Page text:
But you know, people started to take it for granted a little bit - it was one of the few venues that allowed you to go in for free... For a long time it was brilliant, everyone took advantage of it, it used to get so busy in there, I mean it was sweaty, you couldn't get a drink and even though it was brilliant I think maybe people started thinking it was too busy, or it was too hot and eventually people weren't taking advantage of it like they once were. Then it changed hands and they decided that they would re-vamp the place and make it a world class venue... Sometimes if a thing paint broken then don't fix it... But good memories. The best memories!

Little George Sueref

So what about the scene now?

Well one of the good things about the Station Tavern was that everyone would end up there at some point, and musicians would hang out there, even on their nights off, so you were more connected. There is still a scene out there though, it's just that there are fewer meeting points.

I guess the obvious parallel with the Station Tavern is Aint Nothin' But it Kingly Street but It's doesn't really feel it has that same sense of being at the heart of a 'scene'...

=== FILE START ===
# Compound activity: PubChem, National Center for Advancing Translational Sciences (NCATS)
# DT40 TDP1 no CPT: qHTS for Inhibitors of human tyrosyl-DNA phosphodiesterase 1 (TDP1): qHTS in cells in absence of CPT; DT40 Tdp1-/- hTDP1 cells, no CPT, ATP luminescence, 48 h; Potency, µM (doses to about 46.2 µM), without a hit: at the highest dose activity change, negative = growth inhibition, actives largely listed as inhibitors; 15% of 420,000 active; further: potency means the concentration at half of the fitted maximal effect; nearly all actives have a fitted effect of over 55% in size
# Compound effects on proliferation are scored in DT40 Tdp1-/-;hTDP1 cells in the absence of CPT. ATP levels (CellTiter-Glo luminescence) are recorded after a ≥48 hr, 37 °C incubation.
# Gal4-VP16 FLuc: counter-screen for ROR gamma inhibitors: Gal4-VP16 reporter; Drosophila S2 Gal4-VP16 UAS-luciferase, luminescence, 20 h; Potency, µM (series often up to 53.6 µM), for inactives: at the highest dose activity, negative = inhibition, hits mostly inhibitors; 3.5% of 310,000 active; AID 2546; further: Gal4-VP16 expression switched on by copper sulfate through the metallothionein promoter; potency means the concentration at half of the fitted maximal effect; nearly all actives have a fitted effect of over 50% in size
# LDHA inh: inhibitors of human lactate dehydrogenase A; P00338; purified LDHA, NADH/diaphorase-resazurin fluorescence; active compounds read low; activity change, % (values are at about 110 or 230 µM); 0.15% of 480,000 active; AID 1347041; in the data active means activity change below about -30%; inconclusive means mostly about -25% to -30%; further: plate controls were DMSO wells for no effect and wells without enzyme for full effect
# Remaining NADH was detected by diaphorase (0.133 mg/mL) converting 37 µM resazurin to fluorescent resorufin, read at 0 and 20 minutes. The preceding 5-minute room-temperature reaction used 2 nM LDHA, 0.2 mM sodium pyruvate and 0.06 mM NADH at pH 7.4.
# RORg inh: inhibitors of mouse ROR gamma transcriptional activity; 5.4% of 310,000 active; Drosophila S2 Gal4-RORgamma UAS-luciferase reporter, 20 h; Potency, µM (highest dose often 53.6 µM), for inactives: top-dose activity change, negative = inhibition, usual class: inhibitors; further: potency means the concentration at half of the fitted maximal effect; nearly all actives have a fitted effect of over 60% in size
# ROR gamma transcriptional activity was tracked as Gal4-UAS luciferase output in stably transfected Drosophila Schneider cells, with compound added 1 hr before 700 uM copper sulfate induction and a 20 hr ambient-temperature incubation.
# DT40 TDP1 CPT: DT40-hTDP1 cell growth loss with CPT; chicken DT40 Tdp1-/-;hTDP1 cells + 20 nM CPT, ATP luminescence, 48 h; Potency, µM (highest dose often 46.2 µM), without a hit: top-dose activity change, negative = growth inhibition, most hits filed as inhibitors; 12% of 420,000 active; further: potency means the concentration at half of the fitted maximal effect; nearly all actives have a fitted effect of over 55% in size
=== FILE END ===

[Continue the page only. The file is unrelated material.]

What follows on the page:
Well it's a bar in the West End, it's not a loungey pub in the suburbs, so just by the nature. But the audience is there for a good time, and that's more than fine. The place is almost a modern day juke joint... But I don't think there is a centre to the London scene nowadays. I mean the Station Tavern was as much like that as you were gonna get... But it was unusual you know... It was a one-off.

So does anywhere have that kind of thing nowadays?

Well I did a tour in Sweden last year - I got emailed by a Swedish band called Trick Bag asking if I'd be interested in them backing me and setting up a tour. And you know what, they've got bars over there like The Station Tavern. Blues is probably much more alive there, and the quality of those musicians is just fantastic - really talented, and I mean they're getting it... Apparently Denmark has ninety blues clubs! So there's a lot going on in Scandinavia.